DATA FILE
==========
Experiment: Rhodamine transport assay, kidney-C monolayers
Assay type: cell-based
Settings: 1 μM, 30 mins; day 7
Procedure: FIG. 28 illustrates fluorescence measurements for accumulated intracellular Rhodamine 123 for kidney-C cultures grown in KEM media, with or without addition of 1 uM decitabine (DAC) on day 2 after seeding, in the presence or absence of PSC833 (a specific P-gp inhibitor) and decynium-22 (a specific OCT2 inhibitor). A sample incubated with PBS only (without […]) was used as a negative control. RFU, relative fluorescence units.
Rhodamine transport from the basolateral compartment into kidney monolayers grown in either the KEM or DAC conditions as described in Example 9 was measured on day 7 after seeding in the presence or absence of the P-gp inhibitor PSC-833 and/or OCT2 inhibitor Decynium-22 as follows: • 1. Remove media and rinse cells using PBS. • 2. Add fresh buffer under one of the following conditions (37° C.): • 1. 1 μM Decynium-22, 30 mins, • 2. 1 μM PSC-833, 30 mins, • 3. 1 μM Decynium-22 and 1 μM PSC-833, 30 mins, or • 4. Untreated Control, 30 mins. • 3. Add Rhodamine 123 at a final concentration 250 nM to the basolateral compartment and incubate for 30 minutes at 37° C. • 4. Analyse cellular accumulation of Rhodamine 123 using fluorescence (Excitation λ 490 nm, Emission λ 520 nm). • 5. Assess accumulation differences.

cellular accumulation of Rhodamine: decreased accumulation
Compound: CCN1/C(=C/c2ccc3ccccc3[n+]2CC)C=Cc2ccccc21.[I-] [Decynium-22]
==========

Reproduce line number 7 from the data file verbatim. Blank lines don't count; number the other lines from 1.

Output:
Compound: CCN1/C(=C/c2ccc3ccccc3[n+]2CC)C=Cc2ccccc21.[I-] [Decynium-22]